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  1. #21
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    Quote Originally Posted by amiracle4me View Post
    Oh gosh.. your good! My DD has been setting the table every night for about a year but I’m keen to get her to help me clear it once she turns 6. She doesn’t do anything else as religiously tho. She’s a tall kid so I think I forget how small she really is at times. It’s only when I see her tiny Kindy peers that I realise It’s still a fine line between making them responsible and expecting too much.. gah. So hard all this stuff!
    I read the Barefoot Investor Family thing on pocket money at the same time I was reading "50 risks to take with your kids" and kind of combined some of the ideas. Letting them do some basic tasks, no matter how badly done, and then rewarding the work with pocket money.
    My DD is also tall (she's in size 7 clothes) so often also has expectations on her to be more mature than she is. I try to always remind myself she's only just turned 5.

  2. #22
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    Default Pocket money?

    I really like Sarah Ockwell-Smith’s article on pocket money. She says it shouldn’t be linked to chores because then kids will only do things for rewards and if you ask them to do something they’ll be like “how much will you give me if I do it?”

    Oversimplification but that’s the gist. She doesn’t tie to to behaviour either, pocket money is unconditional. Have a Google, I don’t think I’m allowed to put the link on here.

    My oldest is 3 but I think I’ll start pocket money at 4. I think starting early makes them learn the value of money early. Not to say yours can’t learn now OP, I guess it might just take a bit more perseverance.

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  4. #23
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    Quote Originally Posted by Hetty View Post
    I really like Sarah Ockwell-Smith’s article on pocket money. She says it shouldn’t be linked to chores because then kids will only do things for rewards and if you ask them to do something they’ll be like “how much will you give me if I do it?”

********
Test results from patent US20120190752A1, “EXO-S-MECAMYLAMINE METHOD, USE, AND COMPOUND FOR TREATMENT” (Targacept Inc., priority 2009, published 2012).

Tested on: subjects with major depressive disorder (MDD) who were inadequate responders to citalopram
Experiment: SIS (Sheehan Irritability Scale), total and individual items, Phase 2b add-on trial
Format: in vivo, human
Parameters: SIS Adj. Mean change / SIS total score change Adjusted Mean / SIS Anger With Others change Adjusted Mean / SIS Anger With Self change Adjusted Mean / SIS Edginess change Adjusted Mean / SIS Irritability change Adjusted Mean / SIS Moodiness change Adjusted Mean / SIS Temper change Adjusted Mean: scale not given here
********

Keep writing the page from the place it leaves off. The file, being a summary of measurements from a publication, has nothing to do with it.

Oversimplification but that’s the gist. She doesn’t tie to to behaviour either, pocket money is unconditional. Have a Google, I don’t think I’m allowed to put the link on here.

    My oldest is 3 but I think I’ll start pocket money at 4. I think starting early makes them learn the value of money early. Not to say yours can’t learn now OP, I guess it might just take a bit more perseverance.
    I've been thinking on this- I wonder if by not paying the kids for doing house jobs, or excluding them from the pocket money, then we're also not placing any value on house jobs, and therefore saying that house based work is essentially of little to no value?

  5. #24
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    Quote Originally Posted by SJ565 View Post
    I've been thinking on this- I wonder if by not paying the kids for doing house jobs, or excluding them from the pocket money, then we're also not placing any value on house jobs, and therefore saying that house based work is essentially of little to no value?
    to me, it’s just teaching them that those are the responsibilities of daily life. that some things have to get done with little to no reward, or the reward is the result of the chore (ie washing up after dinner means a clean kitchen, packing our toys away means more room to play with something else).

    i mean you could sell it different ways, i guess it’s what resonates with you as a family.

    i definitely like the idea of having ds tick of 3 chores per week, but for us it’s more about everyone contributing their energy and time and working together as a team. i’m not opposed to giving him pocket money too, but i’m not sure we will link it to the completion of the tasks.

  6. #25
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    Quote Originally Posted by Hetty View Post
    I really like Sarah Ockwell-Smith’s article on pocket money. She says it shouldn’t be linked to chores because then kids will only do things for rewards and if you ask them to do something they’ll be like “how much will you give me if I do it?”

    Oversimplification but that’s the gist. She doesn’t tie to to behaviour either, pocket money is unconditional. Have a Google, I don’t think I’m allowed to put the link on here.

    My oldest is 3 but I think I’ll start pocket money at 4. I think starting early makes them learn the value of money early. Not to say yours can’t learn now OP, I guess it might just take a bit more perseverance.
    Thank you. We have set up a spriggy account for both our older 2. For the eldest, we have run with, for our 10yo, "we will give you $5/ week, but you can also earn more." Cleaning his room, bringing bins in after bin day, setting the table (once or twice) also = $5 combined. Unpaid we have some small tasks too, check the dogs water, put his dirty clothes in the laundry etc.

    My parents have offered him $3 if he walks their dog (he's 13, so it's only a short stroll, easy money. He's only 2.6kg and well behaved) but if he does 3 in a week he'll get a "bonus" taking it from $9 to $10.

    I don't want anything to be unobtainable. I want him to achieve, but not be punished. But I also want to encourage a good work ethic at the same time. The potential for some good cash is there. Nothing is hard. So far he's earnt $10. I've set him a savings goal, and have said he needs to put *something* towards it each week.

    Much the same for ds2, but less chores and less money


 

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